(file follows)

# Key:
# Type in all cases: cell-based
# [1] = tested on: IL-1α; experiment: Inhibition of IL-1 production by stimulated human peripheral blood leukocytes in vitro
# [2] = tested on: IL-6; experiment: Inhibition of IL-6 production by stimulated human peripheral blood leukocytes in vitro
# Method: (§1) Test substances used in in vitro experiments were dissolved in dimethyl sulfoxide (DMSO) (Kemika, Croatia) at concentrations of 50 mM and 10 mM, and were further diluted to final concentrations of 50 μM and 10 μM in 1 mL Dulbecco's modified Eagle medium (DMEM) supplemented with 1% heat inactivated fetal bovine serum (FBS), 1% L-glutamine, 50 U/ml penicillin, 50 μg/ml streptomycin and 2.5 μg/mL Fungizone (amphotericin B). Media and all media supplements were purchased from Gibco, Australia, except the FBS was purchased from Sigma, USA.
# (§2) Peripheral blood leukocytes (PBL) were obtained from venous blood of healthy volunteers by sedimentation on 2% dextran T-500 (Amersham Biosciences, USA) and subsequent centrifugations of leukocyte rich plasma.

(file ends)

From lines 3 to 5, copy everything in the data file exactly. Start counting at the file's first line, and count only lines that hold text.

# [1] = tested on: IL-1α; experiment: Inhibition of IL-1 production by stimulated human peripheral blood leukocytes in vitro
# [2] = tested on: IL-6; experiment: Inhibition of IL-6 production by stimulated human peripheral blood leukocytes in vitro
# Method: (§1) Test substances used in in vitro experiments were dissolved in dimethyl sulfoxide (DMSO) (Kemika, Croatia) at concentrations of 50 mM and 10 mM, and were further diluted to final concentrations of 50 μM and 10 μM in 1 mL Dulbecco's modified Eagle medium (DMEM) supplemented with 1% heat inactivated fetal bovine serum (FBS), 1% L-glutamine, 50 U/ml penicillin, 50 μg/ml streptomycin and 2.5 μg/mL Fungizone (amphotericin B). Media and all media supplements were purchased from Gibco, Australia, except the FBS was purchased from Sigma, USA.